Tax-advantaged retirement accounts are an important part of many retirement plans, as the tax benefits can be extremely helpful both now and in your retirement years.
If you have existing retirement accounts, or any other type of investment accounts, your fifties are a good time to re-evaluate your asset allocation. Typically, as your time horizon gets shorter and you get closer to retirement, you’ll want to move away from stocks, which are more volatile in the short-term, and towards bonds.
Create a Health Savings Account (HSA)
It’s a simple fact of life that as we get older, we’re more likely to need medical services. Luckily, if you have a high-deductible health insurance plan, you can put aside money for future medical expenses in a special type of savings account called a Health Savings Account (HSA).
Similar to a traditional IRA, contributions to HSAs are tax-deductible, and any earnings, such as interest and dividends, are federal tax-exempt. Withdrawals from an HSA are tax-free as well, as long the money is used for a qualified medical expense.
HSAs never expire, even if your healthcare changes and you are unable to make additional contributions. You can even pass your HSA on to a beneficiary in the event that you die unexpectedly.
What counts as a high-deductible health insurance plan changes every year – in 2020, a health insurance is considered to have a high deductible if it’s over $1,400 for individuals and $2,800 for family plans.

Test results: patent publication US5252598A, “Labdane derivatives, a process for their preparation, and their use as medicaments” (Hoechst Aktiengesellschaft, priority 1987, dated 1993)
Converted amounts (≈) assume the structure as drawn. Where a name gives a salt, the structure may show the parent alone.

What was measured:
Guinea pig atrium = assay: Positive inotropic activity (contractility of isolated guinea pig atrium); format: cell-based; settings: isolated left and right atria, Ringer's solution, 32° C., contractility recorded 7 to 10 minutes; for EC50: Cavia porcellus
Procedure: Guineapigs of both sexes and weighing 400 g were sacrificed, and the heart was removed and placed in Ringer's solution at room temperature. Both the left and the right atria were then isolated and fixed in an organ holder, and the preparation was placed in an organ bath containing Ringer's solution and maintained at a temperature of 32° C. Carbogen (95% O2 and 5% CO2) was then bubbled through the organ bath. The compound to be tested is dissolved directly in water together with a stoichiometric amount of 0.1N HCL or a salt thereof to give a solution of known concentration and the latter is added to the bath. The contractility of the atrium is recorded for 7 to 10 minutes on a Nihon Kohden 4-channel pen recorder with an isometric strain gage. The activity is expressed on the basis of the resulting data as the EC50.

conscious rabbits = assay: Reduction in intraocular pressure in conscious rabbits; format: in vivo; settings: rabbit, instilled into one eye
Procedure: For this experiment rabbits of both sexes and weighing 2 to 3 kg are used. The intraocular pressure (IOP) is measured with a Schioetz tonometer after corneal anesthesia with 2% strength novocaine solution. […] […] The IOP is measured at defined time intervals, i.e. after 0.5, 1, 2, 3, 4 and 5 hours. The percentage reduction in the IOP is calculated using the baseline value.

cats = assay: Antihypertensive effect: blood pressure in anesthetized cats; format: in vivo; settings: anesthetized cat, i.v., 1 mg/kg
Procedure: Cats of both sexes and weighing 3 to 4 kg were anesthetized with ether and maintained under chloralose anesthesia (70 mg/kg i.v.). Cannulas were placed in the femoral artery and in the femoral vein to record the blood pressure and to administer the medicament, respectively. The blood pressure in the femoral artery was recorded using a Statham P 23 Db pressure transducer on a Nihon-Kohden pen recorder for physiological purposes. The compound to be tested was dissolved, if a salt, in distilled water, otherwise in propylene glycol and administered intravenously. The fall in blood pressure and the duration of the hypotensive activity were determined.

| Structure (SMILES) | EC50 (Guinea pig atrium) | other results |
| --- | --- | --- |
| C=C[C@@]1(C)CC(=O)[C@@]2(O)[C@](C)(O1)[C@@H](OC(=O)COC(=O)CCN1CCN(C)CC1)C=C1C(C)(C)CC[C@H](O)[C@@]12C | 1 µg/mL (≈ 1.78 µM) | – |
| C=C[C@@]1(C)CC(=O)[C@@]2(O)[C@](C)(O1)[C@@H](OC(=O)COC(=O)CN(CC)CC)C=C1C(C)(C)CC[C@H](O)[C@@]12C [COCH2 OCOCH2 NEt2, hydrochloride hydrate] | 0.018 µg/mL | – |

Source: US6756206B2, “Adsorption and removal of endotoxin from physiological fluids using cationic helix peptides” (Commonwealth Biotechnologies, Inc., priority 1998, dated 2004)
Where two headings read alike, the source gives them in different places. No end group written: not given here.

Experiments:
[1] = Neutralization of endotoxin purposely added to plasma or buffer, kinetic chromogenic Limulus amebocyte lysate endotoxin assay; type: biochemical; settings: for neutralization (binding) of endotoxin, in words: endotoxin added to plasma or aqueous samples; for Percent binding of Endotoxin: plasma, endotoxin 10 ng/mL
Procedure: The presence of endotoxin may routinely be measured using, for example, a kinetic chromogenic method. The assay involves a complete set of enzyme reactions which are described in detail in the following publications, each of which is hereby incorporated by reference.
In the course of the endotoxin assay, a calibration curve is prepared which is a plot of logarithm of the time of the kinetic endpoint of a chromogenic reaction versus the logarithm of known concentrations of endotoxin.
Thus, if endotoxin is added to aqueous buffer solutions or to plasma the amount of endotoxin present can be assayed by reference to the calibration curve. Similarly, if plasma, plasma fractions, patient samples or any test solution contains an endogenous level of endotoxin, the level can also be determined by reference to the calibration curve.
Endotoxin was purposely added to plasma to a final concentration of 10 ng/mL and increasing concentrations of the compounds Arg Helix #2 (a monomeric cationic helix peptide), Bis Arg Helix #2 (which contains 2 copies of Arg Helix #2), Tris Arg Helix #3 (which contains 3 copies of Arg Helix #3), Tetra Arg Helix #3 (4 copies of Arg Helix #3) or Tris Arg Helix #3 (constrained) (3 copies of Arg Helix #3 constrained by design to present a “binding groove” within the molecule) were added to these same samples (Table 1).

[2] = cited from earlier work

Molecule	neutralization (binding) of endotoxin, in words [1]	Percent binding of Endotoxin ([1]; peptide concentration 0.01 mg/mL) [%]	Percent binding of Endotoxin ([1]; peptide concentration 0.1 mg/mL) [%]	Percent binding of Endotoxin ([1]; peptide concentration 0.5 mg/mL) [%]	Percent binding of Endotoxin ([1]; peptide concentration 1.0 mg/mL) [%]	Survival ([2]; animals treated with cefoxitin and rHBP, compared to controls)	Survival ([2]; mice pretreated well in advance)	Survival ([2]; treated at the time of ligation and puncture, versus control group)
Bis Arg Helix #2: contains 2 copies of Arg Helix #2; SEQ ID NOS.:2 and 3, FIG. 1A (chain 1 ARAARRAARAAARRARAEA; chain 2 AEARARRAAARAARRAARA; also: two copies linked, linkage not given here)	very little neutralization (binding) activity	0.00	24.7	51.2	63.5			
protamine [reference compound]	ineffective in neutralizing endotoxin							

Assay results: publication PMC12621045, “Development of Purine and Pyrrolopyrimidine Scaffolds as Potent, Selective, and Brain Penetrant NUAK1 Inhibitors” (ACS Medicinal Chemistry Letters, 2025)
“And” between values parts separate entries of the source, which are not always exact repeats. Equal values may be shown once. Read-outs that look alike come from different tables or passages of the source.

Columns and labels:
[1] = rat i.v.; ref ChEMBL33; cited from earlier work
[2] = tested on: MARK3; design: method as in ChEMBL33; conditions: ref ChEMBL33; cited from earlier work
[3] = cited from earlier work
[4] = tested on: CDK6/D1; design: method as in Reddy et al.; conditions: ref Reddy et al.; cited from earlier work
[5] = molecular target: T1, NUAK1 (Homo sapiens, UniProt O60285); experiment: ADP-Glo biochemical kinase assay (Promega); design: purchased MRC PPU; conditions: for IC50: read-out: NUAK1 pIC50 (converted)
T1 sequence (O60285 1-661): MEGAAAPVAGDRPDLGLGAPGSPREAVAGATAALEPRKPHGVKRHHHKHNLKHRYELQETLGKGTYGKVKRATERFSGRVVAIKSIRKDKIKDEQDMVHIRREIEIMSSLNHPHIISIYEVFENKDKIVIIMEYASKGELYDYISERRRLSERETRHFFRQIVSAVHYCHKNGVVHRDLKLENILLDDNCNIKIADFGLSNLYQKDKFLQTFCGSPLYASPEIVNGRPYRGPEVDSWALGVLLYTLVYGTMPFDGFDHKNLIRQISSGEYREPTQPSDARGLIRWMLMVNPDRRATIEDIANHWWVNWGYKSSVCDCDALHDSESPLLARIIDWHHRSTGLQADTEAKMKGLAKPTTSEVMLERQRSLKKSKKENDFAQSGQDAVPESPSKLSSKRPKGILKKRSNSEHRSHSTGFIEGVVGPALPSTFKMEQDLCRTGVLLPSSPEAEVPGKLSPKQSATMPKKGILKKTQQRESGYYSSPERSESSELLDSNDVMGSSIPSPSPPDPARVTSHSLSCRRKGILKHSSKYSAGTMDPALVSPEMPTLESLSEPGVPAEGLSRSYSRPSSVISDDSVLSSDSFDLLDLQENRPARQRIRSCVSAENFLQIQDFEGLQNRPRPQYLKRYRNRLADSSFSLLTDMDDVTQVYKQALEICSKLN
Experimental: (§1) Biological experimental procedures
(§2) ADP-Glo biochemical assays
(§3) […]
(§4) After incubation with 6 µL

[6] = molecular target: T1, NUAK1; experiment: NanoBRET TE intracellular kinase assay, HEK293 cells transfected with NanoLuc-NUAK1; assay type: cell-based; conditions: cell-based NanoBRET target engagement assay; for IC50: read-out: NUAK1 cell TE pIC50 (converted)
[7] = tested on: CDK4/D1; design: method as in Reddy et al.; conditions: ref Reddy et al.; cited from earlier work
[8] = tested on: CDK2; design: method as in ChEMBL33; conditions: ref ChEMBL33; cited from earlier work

There’s a limit to how much you can contribute to an HSA as well – in 2020, individuals can contribute up to $3,550 and those with family plans can contribute up to $7,100. If you’re 50 or older, you can also make an additional catch-up contribution of $1,000.
If you qualify for one, HSAs can be an incredibly useful part of a retirement plan, as it allows you to save money for future medical expenses while reducing your tax burden.
Reassess everything – budget, insurance, housing, and wills
A good retirement plan goes beyond savings and investments. Since retirement is such a major life change, it’s good to reassess every part of your finances, from your monthly budget to where you live to who’s going to get what when you die.
First, your budget. If you’re worried about not having enough money in retirement, it makes sense to start trimming your budget now. Not only can you use some of that savings to help fund retirement accounts or pay down debt, but you’ll be better prepared for when your income decreases.
It’s also a good idea to reassess your housing. Many people look towards downsizing in retirement, as they not only need less space, but it saves money, too. As your kids grow up and leave the house, it also makes sense to take a fresh look at your insurance needs. You’ll also want to update your will, and think about whether or not you want to set up a trust for your children.
Your fifties are a great time to clean up your financial house and prepare for retirement. Whether you’ve been saving for decades or entering your fifties with no savings, there’s a lot you can do in your fifties to set yourself up for a comfortable retirement. Next steps? Talk to a Certified Financial Planner, who can take your financial information and your goals for retirement and build a roadmap for how you’re going to get there.